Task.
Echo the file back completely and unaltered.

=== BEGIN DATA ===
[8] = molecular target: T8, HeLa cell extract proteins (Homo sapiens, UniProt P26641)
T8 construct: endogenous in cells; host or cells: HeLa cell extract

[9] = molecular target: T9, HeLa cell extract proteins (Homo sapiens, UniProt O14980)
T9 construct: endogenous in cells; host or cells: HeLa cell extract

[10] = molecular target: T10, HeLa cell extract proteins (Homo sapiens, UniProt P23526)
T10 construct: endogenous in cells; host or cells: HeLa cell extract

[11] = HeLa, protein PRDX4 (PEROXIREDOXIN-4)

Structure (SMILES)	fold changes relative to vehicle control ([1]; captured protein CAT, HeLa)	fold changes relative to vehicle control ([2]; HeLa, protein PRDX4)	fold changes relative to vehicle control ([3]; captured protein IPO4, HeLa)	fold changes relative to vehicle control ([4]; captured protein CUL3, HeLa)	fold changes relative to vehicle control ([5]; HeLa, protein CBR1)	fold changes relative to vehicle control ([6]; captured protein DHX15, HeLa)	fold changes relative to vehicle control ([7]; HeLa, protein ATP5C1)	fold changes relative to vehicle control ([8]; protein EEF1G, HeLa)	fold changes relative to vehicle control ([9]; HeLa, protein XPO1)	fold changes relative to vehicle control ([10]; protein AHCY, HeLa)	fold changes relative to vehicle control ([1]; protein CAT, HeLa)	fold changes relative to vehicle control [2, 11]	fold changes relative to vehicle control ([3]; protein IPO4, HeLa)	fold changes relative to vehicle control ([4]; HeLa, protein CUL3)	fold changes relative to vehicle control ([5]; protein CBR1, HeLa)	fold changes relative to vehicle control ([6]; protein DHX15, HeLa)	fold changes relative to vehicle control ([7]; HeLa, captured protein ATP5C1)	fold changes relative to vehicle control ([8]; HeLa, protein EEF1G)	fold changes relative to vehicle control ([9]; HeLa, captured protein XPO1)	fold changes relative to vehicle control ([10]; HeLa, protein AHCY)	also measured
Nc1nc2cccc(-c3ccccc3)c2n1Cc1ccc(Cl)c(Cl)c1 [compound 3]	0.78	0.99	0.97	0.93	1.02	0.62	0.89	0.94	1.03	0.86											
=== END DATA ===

[8] = molecular target: T8, HeLa cell extract proteins (Homo sapiens, UniProt P26641)
T8 construct: endogenous in cells; host or cells: HeLa cell extract

[9] = molecular target: T9, HeLa cell extract proteins (Homo sapiens, UniProt O14980)
T9 construct: endogenous in cells; host or cells: HeLa cell extract

[10] = molecular target: T10, HeLa cell extract proteins (Homo sapiens, UniProt P23526)
T10 construct: endogenous in cells; host or cells: HeLa cell extract

[11] = HeLa, protein PRDX4 (PEROXIREDOXIN-4)

Structure (SMILES)	fold changes relative to vehicle control ([1]; captured protein CAT, HeLa)	fold changes relative to vehicle control ([2]; HeLa, protein PRDX4)	fold changes relative to vehicle control ([3]; captured protein IPO4, HeLa)	fold changes relative to vehicle control ([4]; captured protein CUL3, HeLa)	fold changes relative to vehicle control ([5]; HeLa, protein CBR1)	fold changes relative to vehicle control ([6]; captured protein DHX15, HeLa)	fold changes relative to vehicle control ([7]; HeLa, protein ATP5C1)	fold changes relative to vehicle control ([8]; protein EEF1G, HeLa)	fold changes relative to vehicle control ([9]; HeLa, protein XPO1)	fold changes relative to vehicle control ([10]; protein AHCY, HeLa)	fold changes relative to vehicle control ([1]; protein CAT, HeLa)	fold changes relative to vehicle control [2, 11]	fold changes relative to vehicle control ([3]; protein IPO4, HeLa)	fold changes relative to vehicle control ([4]; HeLa, protein CUL3)	fold changes relative to vehicle control ([5]; protein CBR1, HeLa)	fold changes relative to vehicle control ([6]; protein DHX15, HeLa)	fold changes relative to vehicle control ([7]; HeLa, captured protein ATP5C1)	fold changes relative to vehicle control ([8]; HeLa, protein EEF1G)	fold changes relative to vehicle control ([9]; HeLa, captured protein XPO1)	fold changes relative to vehicle control ([10]; HeLa, protein AHCY)	also measured
Nc1nc2cccc(-c3ccccc3)c2n1Cc1ccc(Cl)c(Cl)c1 [compound 3]	0.78	0.99	0.97	0.93	1.02	0.62	0.89	0.94	1.03	0.86											